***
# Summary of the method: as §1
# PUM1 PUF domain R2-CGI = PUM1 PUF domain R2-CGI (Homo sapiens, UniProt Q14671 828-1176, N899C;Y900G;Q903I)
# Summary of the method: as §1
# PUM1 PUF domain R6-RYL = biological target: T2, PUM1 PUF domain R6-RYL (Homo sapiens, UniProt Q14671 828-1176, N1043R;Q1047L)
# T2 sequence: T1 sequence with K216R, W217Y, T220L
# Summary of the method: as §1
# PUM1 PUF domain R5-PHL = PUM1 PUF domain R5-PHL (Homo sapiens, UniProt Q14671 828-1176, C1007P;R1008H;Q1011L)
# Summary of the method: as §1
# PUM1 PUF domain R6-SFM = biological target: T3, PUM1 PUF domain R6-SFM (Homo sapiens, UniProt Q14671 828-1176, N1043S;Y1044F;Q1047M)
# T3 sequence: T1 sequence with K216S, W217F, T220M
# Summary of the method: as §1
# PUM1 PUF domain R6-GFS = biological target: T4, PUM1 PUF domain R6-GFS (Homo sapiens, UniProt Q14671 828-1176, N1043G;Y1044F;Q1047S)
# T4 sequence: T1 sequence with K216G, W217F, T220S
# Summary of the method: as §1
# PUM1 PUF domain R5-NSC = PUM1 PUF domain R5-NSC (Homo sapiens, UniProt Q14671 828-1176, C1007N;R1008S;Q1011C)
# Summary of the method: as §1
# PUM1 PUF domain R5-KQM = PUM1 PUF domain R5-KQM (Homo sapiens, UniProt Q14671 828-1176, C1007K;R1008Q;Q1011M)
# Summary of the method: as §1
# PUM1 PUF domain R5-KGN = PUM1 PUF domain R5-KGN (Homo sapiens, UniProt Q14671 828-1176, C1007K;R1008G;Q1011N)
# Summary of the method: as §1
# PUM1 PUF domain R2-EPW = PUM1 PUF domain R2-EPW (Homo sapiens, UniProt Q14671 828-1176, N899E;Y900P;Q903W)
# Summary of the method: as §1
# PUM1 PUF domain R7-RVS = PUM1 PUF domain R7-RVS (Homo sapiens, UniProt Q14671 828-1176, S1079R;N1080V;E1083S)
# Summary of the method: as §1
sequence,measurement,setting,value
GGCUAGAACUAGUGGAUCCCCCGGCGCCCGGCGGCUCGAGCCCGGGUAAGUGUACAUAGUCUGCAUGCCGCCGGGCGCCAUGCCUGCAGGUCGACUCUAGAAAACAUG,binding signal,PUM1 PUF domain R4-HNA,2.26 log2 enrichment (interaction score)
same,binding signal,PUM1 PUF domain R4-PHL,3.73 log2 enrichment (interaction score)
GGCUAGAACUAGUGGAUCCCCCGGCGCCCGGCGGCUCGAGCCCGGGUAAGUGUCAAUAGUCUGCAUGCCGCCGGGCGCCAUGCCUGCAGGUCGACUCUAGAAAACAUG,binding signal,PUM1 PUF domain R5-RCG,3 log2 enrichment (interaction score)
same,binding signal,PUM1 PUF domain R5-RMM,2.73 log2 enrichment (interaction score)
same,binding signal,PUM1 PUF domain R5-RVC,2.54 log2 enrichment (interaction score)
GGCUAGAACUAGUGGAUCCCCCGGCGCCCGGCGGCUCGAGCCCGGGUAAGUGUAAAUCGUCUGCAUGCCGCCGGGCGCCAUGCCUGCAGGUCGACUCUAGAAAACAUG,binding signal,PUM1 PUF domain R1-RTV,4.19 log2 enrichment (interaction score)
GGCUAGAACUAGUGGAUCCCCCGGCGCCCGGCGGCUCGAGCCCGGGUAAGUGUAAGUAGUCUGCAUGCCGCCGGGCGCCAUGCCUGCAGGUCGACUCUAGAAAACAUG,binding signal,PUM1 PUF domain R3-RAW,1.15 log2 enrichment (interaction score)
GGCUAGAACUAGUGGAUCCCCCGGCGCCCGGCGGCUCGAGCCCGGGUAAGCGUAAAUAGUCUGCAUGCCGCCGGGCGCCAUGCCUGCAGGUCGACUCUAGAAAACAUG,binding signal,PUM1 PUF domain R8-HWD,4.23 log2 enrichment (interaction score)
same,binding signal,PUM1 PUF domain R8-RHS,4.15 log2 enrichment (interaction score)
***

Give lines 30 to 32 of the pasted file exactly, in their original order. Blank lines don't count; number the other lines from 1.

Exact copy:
same,binding signal,PUM1 PUF domain R5-RVC,2.54 log2 enrichment (interaction score)
GGCUAGAACUAGUGGAUCCCCCGGCGCCCGGCGGCUCGAGCCCGGGUAAGUGUAAAUCGUCUGCAUGCCGCCGGGCGCCAUGCCUGCAGGUCGACUCUAGAAAACAUG,binding signal,PUM1 PUF domain R1-RTV,4.19 log2 enrichment (interaction score)
GGCUAGAACUAGUGGAUCCCCCGGCGCCCGGCGGCUCGAGCCCGGGUAAGUGUAAGUAGUCUGCAUGCCGCCGGGCGCCAUGCCUGCAGGUCGACUCUAGAAAACAUG,binding signal,PUM1 PUF domain R3-RAW,1.15 log2 enrichment (interaction score)